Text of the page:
The tennis community has been very sensitive on the topic of gambling recently, and its attention turned to Twitter, as officials at the ongoing U.S. Open tournament at the National Tennis Center in Flushing, N.Y., banned tweeting by players during their game breaks and urged caution in using the social-networking site at all times, the New York Post reported.
Notices posted around the player areas read:
Sending certain sensitive information concerning your match or other matches and/or players should be avoided. Depending on the information sent out, this could be determined as the passing of inside information.
The organizers of the U.S. Open aren’t completely anti-Twitter, as the Post pointed out that score updates are being streamed onto the tournament’s own Twitter account.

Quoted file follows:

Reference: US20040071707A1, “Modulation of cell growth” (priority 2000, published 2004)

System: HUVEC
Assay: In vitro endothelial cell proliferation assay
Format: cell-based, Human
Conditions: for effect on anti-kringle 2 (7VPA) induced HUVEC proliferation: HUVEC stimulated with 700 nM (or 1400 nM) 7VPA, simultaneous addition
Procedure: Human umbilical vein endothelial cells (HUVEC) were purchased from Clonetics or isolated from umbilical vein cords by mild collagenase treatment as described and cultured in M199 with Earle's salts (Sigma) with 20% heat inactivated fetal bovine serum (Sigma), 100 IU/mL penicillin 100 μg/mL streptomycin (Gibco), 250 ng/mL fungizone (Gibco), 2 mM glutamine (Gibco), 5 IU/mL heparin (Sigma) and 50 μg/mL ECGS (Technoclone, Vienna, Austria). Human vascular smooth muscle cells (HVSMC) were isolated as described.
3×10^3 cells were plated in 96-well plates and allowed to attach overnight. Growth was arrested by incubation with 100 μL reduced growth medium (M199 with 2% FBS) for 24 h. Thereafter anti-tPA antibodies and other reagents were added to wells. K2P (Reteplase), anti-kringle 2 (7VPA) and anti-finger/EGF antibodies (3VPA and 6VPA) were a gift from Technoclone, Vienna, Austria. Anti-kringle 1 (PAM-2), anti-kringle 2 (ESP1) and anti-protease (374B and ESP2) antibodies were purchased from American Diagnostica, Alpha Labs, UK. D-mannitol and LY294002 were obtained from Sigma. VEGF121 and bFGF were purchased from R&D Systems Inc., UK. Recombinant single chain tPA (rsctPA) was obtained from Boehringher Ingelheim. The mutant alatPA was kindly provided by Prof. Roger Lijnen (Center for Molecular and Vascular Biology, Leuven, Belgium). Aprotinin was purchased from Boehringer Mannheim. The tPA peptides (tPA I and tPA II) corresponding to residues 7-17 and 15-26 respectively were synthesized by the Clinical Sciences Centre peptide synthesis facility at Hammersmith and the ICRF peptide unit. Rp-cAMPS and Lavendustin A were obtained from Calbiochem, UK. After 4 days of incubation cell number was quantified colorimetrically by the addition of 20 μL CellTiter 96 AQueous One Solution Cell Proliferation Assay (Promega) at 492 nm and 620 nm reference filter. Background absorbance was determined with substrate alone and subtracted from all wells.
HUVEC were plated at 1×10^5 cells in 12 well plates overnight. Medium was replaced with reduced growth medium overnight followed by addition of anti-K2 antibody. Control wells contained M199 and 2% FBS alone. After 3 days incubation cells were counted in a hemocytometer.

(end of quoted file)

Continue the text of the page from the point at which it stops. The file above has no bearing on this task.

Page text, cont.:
Andy Roddick, winner of the 2003 U.S. Open, found the restrictions “lame” and, naturally, used Twitter to express those sentiments, The New York Times‘ Straight Sets reported.
Roddick said, in four tweets:
I think its lame the U.S. Open is trying to regulate our tweeting
I understand the on-court issue but not sure they can tell us if we can’t do it on our own time…we’ll see
I definitely respect the rule about inside info and on court, but you would seriously have to be a moron to send ‘inside info’ through a tweet
Not very subtle/smart…come on